So you wake up one day and decide you want to take on a new hobby or project. Excitedly, you decide that you're going to learn to rock climb or finally write that novel you've been meaning to start since graduating from college. Sound familiar?
Then what happens? Maybe you go and check out a pile of books at the library, read a few blogs, buy any necessary equipment, and boom — you’re set for success, right?
Well, until you give your new hobby a try. A few tries even. On paper, you've gone through the motions, but things don’t seem to be going quite how you’d like ... which is to say that things didn't go perfectly. So you throw in the towel and walk away.
Have you been there? If so, don't fret. Because we've all been there. And I promise you this: you can get past your perfectionism.
I know because I learned the hard way. For years, I felt that in order to be interested in whatever it was I was doing or making, I needed to feel in full control. I needed to be "perfect" (whatever that even means).
But after a lot of self-examination, I’ve worked past my perfectionist tendencies to find my sweet spot. In this new place, I actually live in the present moment, and make myself available to learning experiences — even if there are occasional mistakes along the way. These days I’m creating helpful, important work that I’m proud of, even if it has the occasional typo or misplaced “Ummmm.”
Here are the two, essential realizations I had in order to get here.
1. “It’s not about me.”
I’ve been a working actress for years (like, you’ve seen me in police dramas on your TV). So when I stated my coaching business, I thought it'd be a great idea to make videos for my new work. If I could work on a movie, my at-home, made-with-my-phone videos should be perfect every time, right?
Wrong. And when my videos weren’t "perfect," I nearly threw in the towel on my videos and my whole business plan. I would spend days and days (literally) filming and refilming my videos so that every hair was in place and every word was perfectly enunciated. When I thought about why, I realized it was because I wanted people to think I was perfect.
Each day, I wasted my time and energy by prohibiting myself from appreciating my work and living in the present. I was attempting to polish my already-helpful videos toward some kind of robot-like state of perfection that was completely beside the point of what I was trying to offer my clients.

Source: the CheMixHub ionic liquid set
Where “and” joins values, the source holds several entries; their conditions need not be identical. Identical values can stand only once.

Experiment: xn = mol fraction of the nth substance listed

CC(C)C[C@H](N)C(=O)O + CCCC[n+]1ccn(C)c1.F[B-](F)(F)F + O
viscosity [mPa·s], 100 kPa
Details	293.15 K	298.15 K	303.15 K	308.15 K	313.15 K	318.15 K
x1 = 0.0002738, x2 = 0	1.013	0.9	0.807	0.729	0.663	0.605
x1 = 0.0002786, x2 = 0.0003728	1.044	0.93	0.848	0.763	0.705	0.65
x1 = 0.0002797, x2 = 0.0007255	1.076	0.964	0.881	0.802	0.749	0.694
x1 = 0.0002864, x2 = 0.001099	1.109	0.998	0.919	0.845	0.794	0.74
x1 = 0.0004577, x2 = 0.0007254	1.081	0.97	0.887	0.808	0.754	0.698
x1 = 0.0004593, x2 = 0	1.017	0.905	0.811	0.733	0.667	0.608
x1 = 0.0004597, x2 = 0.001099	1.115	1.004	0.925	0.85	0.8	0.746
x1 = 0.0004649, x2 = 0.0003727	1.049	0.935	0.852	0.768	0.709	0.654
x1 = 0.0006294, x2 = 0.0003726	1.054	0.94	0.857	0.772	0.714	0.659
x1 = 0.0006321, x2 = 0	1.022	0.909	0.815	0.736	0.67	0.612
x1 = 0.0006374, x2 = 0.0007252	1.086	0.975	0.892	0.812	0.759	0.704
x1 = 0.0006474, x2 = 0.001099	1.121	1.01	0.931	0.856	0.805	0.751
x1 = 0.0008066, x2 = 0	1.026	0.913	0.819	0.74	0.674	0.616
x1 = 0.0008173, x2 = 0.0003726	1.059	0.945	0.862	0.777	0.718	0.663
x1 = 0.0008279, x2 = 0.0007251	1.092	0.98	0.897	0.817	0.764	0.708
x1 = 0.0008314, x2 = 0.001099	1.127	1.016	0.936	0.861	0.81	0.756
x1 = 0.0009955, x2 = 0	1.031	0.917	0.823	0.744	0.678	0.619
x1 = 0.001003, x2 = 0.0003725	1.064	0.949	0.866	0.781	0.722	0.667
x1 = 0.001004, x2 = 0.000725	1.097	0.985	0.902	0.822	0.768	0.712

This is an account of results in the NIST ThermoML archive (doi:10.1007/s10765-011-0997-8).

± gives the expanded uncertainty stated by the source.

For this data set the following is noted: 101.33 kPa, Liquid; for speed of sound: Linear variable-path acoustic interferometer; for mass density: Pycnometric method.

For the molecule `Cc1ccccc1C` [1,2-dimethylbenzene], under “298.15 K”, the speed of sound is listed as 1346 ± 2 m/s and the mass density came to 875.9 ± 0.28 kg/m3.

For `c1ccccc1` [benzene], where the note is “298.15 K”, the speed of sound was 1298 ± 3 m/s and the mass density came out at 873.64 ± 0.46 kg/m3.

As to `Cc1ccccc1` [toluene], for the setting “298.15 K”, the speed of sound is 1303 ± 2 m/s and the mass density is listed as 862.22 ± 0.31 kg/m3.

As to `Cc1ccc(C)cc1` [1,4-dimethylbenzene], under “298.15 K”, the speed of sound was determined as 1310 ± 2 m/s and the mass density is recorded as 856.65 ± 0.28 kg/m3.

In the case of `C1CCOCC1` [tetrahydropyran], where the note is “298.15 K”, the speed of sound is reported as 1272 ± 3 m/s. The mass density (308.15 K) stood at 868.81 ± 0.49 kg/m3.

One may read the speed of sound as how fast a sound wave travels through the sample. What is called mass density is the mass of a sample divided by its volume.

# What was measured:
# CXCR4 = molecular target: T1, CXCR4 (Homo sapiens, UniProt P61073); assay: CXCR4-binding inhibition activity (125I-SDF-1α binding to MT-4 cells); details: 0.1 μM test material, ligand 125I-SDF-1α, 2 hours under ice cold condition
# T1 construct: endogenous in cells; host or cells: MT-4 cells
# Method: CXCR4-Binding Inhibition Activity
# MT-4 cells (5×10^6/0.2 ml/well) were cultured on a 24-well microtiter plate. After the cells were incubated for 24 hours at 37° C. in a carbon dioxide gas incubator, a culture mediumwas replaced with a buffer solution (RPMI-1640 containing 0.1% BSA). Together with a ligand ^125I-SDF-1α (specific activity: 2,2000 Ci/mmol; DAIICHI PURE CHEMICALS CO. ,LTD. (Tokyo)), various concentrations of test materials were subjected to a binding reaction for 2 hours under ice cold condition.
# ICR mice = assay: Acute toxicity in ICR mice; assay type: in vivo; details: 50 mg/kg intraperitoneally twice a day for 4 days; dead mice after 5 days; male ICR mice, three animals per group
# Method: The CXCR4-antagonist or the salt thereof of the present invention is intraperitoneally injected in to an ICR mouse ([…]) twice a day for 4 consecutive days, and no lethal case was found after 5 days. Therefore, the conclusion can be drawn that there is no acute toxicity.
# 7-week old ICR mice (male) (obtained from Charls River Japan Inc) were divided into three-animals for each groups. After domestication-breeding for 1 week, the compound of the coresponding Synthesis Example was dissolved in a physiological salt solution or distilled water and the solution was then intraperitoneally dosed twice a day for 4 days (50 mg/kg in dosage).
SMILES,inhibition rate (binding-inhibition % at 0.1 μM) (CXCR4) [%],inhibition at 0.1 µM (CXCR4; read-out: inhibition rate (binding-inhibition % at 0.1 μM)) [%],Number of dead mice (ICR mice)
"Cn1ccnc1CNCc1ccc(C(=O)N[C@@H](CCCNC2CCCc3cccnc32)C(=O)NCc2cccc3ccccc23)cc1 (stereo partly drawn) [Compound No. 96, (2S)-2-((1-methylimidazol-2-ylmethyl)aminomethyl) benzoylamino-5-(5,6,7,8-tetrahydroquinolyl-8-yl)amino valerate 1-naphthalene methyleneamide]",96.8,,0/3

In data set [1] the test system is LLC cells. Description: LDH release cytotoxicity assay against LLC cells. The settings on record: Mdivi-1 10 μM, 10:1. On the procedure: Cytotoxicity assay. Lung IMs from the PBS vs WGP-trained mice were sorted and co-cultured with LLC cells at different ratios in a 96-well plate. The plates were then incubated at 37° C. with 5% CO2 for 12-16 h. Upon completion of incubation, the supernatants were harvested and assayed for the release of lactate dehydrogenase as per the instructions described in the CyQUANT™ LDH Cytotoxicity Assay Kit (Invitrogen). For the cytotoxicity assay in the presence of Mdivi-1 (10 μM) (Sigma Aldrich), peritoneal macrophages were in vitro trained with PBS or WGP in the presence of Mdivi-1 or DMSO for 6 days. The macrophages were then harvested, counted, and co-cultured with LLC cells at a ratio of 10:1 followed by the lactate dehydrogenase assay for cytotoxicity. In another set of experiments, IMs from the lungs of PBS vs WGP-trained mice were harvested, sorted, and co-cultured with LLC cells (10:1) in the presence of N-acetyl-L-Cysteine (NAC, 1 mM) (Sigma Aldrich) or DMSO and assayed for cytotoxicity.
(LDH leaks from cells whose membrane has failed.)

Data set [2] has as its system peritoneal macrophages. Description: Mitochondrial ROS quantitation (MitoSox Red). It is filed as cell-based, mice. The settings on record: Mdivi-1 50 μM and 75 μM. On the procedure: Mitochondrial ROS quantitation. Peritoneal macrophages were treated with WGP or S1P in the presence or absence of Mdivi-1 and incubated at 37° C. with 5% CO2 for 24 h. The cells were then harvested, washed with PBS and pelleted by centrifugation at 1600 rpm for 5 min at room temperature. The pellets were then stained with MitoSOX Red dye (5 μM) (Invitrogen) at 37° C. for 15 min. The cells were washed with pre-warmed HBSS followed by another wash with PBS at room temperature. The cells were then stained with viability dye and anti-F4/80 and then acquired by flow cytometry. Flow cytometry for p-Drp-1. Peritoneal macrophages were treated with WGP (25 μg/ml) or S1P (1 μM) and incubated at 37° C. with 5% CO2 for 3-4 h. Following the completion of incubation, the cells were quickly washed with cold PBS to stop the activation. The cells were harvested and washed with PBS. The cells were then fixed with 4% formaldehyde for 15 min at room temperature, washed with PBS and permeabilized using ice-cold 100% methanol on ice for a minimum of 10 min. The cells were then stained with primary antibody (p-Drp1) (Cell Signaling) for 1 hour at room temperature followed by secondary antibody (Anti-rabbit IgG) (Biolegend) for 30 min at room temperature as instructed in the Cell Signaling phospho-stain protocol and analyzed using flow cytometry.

Of course, it’s important that you’re proud of the words and actions that you release into the world. But before you give up on something or do a fifteenth round of edits, really connect with your why. Are you dawdling because you honestly believe your product could be better? Or because you don't like your sweater? If it's the second option, you may be distracting yourself from something deeper — fear of failure, fear of what it may feel like to actually succeed ... the list goes on, and it usually has to do with some limiting belief about yourself.
So stop yourself in the path of self-sabotage, because that's ironically what perfectionism really is. Remember that your work benefits people, and that they are much less critical of you than you yourself are. Others want your help and wisdom and they probably don’t care if there’s one minor typo in 65 pages of text.
2. “Nobody likes perfection anyway.”
Perfection is many things: boring, intimidating, unsustainable, and, well, not real.
Don't believe me? Try this: Think about someone you love. Then think about a quality they have, even if it's something tiny, that you love, something that makes them special. Maybe it's their raucous laugh, their frizzy-curly hair, their need to put hot sauce on everything they eat. These are their less-than-perfections.
Sure, laughing loudly is not the same thing as handing a typo-ridden résumé to a future employer. And I'm not suggesting we all give up on trying to improve ourselves. But I am saying that learning to accept your flaws makes you relatable. We all like people we can relate to.
Remember: it's OK to show your readers, viewers, and customers that you’re a real, live human. In fact, it's advisable.
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